Jade: This one’s easy. Anyone who knows me knows who Danie is and what she means to me. Several years ago, when I started focusing my research to benefit clinicians and their patients in low-resource areas (where the highest need for prosthetics exists), one of the first patients our team worked with was a young woman named Danie. During my first interview with her, she described a day as a teenager when she had been bathing and felt a rumble. Her baby niece screamed and Danie ran to get her out of the house. Just as she was able to get her niece out the doorway, the concrete house toppled and fell on Danie, crushing much of her arm and pinning her in the rubble. Her mother, still in the house, did not survive. The day turned to night and Danie had been calling out in pain, but there was no one to offer her help. There was still a portion of an overhead patio looming over her, threatening to fall on her, as aftershocks of the devastating earthquake of 2010 shook them. She knew she had to get out of there to survive. She continued to call out, but this time she called out for someone to bring her a knife. Eventually, in the middle of the night, someone did. As a teenager, Danie had to amputate her own arm just below the shoulder to survive. It would be days before she would make her way to a hospital to receive formal treatment. It is a true wonder that she survived at all. So much could have happened with infection, with bleeding… just a wonder. After she left the hospital, she lived on the rubble of the house she grew up in, where her mother was buried, for a time. She then heard there were some aid groups setting up shelters near the airport and she moved into this “tent city.” She was still living there almost seven years later when I met her, tattered USAID tarps still being used as roofs on many of the homes there. Various gangs had taken over the area and women were all too commonly being raped simply on the way to the latrine. Danie bore a child there. It was no place for someone, especially with an amputation. People called her names, and wouldn’t help her. There was a high stigma associated with disability in general. Despite all of this, Danie was always smiling, laughing, and joking around. You would never know what she had endured, and what she was still enduring. If my research could help just one person, I wanted it to be her. A lot has happened since the day I met Danie. She has had several iterations of prostheses now and has helped co-design them with me and with input (and fitting) from her clinicians. She had moved into a somewhat safer place for a time, and until the most recent severe political upheaval in Haiti, had been working with the use of her prosthesis selling goods in the public market. Her confidence and sense of dignity and independence had been steadily growing, especially after she was able to put the first two of her now three children in school with her own hard work—something she never imagined she’d be able to provide them in this lifetime. I am so honored and humbled that she named her son, Jaden, after me. Working with Danie has provided me with a greater purpose in life, and I can imagine doing nothing else.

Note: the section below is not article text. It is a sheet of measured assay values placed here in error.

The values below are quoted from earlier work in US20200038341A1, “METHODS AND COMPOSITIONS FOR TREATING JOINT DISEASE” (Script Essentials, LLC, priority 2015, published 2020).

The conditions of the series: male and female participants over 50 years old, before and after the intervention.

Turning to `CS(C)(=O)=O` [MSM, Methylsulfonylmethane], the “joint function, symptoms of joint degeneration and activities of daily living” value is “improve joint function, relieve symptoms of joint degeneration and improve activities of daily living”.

What motivates you the most for your work?